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The Crowded House


Some poems are written to express ... Self-Questioning is silently asking yourself questions about ... Granny. Bartholomew. Goat. 6 Chickens ... – PowerPoint PPT presentation

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Title: The Crowded House

The Crowded House
  • By Eva Jacob
  • Illustrated by Holly Cooper

Setting PurposeListen to Understand
  • Some poems are written to express opinions and
  • Notice the differences between the open country
    and a crowded city.

Self-Questioning Strategy
  • Self-Questioning is silently asking yourself
    questions about what you hear that will help you
    understand what the poems are about.

Point of View
  • 1st person Uses the word I or WE.
  • 2nd person Uses the words HE, SHE, or THEY.
  • 3rd person omniscient All knowing and all
    seeing the author can tell you what each
    character knows, feels, thinks, and says.

  • Emotions can be expressed by a characters
    actions and words.
  • An author can help readers see a characters
    emotions through what a character says or does.

Read AloudRudolph Is Tired of the City
  • These buildings are too close to me.
  • Id like to PUSH away.
  • Id like to live in the country.
  • And spread my arms all day.
  • Id like to spread my breath out, too-
  • As farmers sons and daughters do.
  • Id tend the cows and chickens.
  • Id do the other chores.
  • Then, all the hours left Id go
  • A-SPREADING out-of-doors.

Read AloudChildhood Country
  • When I was a child in the city
  • Tall buildings made everything dark
  • And I longed to live on a meadow
  • As sunny as Central Park.
  • Now I live in the country
  • Where flowers and trees abound.
  • And squirrels, chipmunks, and foxes
  • Scurry across the ground.
  • And hidden by leaves in the treetops
  • An occasional glimmer of wing
  • Is followed by magical music
  • As the warblers begin to sing.

The lawns are aglow with roses, They sky is the
bluest of blue, And the suns rays enter my
window As if to say, How do you do. And yet,
though I love the country And find every part so
pretty, I long for the yard of my childhood In
the heart of New York City.
  • Stanzas
  • Repetition
  • Does NOT follow grammar rules
  • Personification
  • Onomatopoeia
  • End rhyme

Listening Comprehension
  • Who is the speaker in the first poem?
  • How do you know? (point of view)
  • Who is the speaker in the second poem?
  • How do you know? (point of view)
  • What does the speaker in each poem long for?
    WHY? (characters emotions)

Authors Purpose
  • Inform Give information about a topic.
  • Persuade Get readers to do something or believe
  • Entertain Enjoyable, makes you laugh.
  • Instructions To help you make or do something.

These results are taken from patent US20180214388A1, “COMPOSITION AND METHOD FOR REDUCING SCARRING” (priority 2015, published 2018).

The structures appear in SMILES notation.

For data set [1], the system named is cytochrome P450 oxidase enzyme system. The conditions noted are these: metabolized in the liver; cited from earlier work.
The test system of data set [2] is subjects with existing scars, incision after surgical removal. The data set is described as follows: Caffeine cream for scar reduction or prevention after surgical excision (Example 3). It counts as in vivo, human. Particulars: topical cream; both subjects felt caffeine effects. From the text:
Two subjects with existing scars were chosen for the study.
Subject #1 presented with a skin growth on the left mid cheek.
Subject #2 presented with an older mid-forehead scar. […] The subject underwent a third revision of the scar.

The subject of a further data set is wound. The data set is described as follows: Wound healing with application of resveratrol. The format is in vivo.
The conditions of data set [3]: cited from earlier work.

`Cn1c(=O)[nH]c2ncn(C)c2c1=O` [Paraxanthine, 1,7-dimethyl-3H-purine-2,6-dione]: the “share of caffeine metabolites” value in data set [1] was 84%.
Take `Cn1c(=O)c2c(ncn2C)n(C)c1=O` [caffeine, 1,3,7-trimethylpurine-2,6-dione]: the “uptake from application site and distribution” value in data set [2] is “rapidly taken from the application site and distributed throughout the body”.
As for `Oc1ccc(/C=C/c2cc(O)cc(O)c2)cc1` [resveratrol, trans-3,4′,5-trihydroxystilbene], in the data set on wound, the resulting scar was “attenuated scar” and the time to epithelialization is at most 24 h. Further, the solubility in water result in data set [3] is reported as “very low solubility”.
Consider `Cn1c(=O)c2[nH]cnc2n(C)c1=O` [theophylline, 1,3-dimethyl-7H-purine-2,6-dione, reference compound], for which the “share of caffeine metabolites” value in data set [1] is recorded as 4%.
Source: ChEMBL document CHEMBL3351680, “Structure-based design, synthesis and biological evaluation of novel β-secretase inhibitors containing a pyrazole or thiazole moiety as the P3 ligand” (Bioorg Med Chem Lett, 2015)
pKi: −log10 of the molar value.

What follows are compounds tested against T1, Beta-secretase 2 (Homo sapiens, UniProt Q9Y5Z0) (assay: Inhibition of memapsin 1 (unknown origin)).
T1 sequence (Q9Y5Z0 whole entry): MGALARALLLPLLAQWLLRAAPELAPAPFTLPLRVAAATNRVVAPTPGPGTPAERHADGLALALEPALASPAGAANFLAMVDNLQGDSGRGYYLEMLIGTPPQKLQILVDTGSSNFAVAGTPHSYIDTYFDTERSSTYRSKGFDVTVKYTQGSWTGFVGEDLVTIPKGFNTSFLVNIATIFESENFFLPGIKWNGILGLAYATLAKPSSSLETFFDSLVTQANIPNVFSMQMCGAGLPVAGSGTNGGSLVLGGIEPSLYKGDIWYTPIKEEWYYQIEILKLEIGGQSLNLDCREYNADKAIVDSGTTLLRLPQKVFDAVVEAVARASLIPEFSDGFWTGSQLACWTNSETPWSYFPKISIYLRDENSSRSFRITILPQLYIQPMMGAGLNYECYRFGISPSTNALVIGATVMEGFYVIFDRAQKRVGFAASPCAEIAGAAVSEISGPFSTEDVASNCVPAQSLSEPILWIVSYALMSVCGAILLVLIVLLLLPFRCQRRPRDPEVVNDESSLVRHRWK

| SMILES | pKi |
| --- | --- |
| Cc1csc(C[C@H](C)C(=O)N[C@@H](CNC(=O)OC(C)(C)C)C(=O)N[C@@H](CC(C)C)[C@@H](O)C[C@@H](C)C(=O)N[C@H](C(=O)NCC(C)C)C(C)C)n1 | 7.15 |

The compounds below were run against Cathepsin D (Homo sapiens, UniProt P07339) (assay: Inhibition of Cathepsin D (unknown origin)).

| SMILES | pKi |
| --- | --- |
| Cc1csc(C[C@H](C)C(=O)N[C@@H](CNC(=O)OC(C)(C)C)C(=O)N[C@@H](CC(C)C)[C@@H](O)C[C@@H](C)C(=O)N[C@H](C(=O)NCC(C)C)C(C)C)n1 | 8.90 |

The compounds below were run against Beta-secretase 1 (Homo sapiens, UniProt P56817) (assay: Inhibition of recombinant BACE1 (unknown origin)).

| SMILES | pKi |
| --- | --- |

Text Structure and Format
  • Reading Plays is different from reading other
    types of material.
  • A short play is divided into parts called scenes.
  • At the beginning of each scene, the author
    describes the setting and tells what the
    characters are doing.
  • Each characters name is written in capital
    letters followed by a colon before the words he
    or she speaks.
  • Instructions tell characters what to do are
    called stage directions. They are printed in

  • wits The ability to think good sense.
  • wailing To cry.
  • faring To get along to manage.
  • advice Suggestions or directions on what to do.
  • dreadful Awful very bad.
  • farewell Words spoken when leaving a good-bye.

Spelling Words
  • faster wisest bigger
  • slowest cooler hottest
  • soonest shorter kindest
  • louder slimmer wildest
  • tamer whitest strangest
  • lovable myself new
  • no off

Build Background
  • Places I feel
  • crowded

Develop Concepts
  • If you need advice, who would you ask?
  • Do you always do what you are told by older
    family members or guardians?
  • Have you ever had to do something you didnt like
    because you knew it was good for you?
  • What important lessons have you learned from wise
    people in your life?

Discuss Assign Parts
  • Father (John the Carpenter)
  • Mother
  • Molly
  • Joan
  • Meg
  • Mary Ann
  • Martin
  • Willy
  • Tom
  • Joseph
  • Granny
  • Bartholomew
  • Goat
  • 6 Chickens
  • Donkey

Genre Play
  • A play is a story that can be performed for an
  • In this selection, look for
  • Directions for how it should be performed on a
  • Action divided into scenes.

Drawing Conclusions
  • Using the text to support your answer,
  • what is the setting?

Important Details
How many children do John and his wife have? What
parts of the text tell you this?
Problem/Solution or Conflict/Resolution
  • -Conflict is a problem in a story
  • -Resolution is fixing a problem . . . .
  • Remember there is more than one way to fix a
  • -For example
  • In The Talent Show, Beany was going to perform
    in the talent show with Carol Ann, but she did
    not want to. This is a conflict or problem.
  • Beany decided to perform by herself. This is
    resolution because it fixes the problem.

Problem/Solution or Conflict/Resolution
  • What problem does the family have?
  • How do the characters words and actions show the
  • How does the family feel when the animals leave
    the house?

  • Objective To understand what comparing and
    contrasting are and how to tie information
  • Access Prior Knowledge
  • - Compare Beany and Jose.
  • Comparing tells how two or more things are alike
  • Beany and Jose both have to solve a problem.
  • - Contrast Beany and Jose.
  • Contrasting tells how two or more things are
  • Beany likes cartwheels, but Jose likes

  • 1. Bartholomew stops at
  • Johns house
  • Mother does NOT 2.
  • want to hurt
  • Bartholomews feelings
  • 3. 4.